France’s Green party won 17 seats in the country’s general election Sunday, an unprecedented score that makes it prominent enough to form its own parliamentary group, giving it more clout in political decision-making.
France’s Green party, Europe Ecologie-Les Verts, won 17 seats in the newly-elected French parliament, an unprecedented score for a party that has so far had a minor role in national politics.
“It is a first in the history of this republic,” Green senator Jean-Vincent Placé told FRANCE 24. “We have established a solid position to exert influence on public policies.”
Only four of its members were part of the previous national assembly, and its candidate in the presidential race, Eva Joly, won a mere 2.3% of the votes in May.
But the Greens were able to make major gains in the June legislative polls, thanks to agreements with the majority Socialist Party, whereby the Socialists promised not to field their own candidates in some 60 constituencies across the country in exchange for Green support elsewhere.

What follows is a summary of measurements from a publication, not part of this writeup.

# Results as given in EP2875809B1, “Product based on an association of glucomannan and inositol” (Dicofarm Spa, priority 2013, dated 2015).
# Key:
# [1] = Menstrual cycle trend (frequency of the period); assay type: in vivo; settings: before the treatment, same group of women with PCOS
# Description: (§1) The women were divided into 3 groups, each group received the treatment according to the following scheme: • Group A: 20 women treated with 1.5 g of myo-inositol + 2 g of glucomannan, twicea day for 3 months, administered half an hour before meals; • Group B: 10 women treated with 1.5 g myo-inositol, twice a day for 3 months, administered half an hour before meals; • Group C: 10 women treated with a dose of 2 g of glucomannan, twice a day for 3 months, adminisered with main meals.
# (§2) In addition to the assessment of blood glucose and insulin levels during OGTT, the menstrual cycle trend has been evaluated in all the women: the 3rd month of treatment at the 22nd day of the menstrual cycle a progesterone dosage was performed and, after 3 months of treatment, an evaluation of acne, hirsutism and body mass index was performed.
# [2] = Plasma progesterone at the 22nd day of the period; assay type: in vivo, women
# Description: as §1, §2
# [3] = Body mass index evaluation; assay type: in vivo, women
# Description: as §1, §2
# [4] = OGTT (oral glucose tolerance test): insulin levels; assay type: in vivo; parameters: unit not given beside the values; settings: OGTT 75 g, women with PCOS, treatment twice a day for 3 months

The power of a group
Now with 17 lawmakers, the ecologists are in a position to form their own parliamentary group – for which a minimum of 15 members, usually of the same political colour, are required. This will allow them to weigh in more heavily on political debates and policy-making.
Speaking time is allotted according to the numerical strength of parliamentary groups, as are powerful positions within commissions and executive boards.
Although the Socialists and their allies don’t need the environmentalists to enjoy a comfortable majority, the Greens intend to make good use of their new power. “I tell my Socialist friends that they may be in a position of power, but above all they should not take advantage of it,” Placé said.
The environmentalists have also made it into the government: Cécile Duflot, who was elected in Paris, is expected to let her substitute, Danièle Hoffman-Rispal, step in so that she can keep her position as minister of housing.
Date created : 2012-06-18